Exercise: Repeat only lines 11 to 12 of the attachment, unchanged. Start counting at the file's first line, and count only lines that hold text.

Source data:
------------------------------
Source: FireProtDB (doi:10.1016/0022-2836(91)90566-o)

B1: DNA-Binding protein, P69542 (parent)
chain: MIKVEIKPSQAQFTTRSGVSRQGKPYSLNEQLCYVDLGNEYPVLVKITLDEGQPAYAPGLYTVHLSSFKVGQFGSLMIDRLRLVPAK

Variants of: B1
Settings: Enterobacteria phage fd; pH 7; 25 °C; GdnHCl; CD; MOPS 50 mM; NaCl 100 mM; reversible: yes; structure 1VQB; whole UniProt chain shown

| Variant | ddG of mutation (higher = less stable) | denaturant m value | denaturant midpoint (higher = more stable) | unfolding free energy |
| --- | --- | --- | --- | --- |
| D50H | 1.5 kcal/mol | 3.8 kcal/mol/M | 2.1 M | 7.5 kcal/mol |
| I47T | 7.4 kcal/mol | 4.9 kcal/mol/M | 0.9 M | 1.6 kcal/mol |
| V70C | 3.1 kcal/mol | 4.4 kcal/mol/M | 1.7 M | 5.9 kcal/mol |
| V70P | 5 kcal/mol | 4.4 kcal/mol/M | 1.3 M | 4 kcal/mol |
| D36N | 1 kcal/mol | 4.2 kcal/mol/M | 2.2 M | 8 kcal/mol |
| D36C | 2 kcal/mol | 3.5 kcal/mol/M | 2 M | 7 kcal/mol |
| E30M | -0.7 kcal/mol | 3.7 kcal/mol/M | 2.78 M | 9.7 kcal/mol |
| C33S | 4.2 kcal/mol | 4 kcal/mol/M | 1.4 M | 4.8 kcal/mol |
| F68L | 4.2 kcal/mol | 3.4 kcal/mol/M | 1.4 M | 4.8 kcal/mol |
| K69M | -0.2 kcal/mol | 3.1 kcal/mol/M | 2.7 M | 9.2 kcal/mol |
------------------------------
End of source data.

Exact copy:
| V70P | 5 kcal/mol | 4.4 kcal/mol/M | 1.3 M | 4 kcal/mol |
| D36N | 1 kcal/mol | 4.2 kcal/mol/M | 2.2 M | 8 kcal/mol |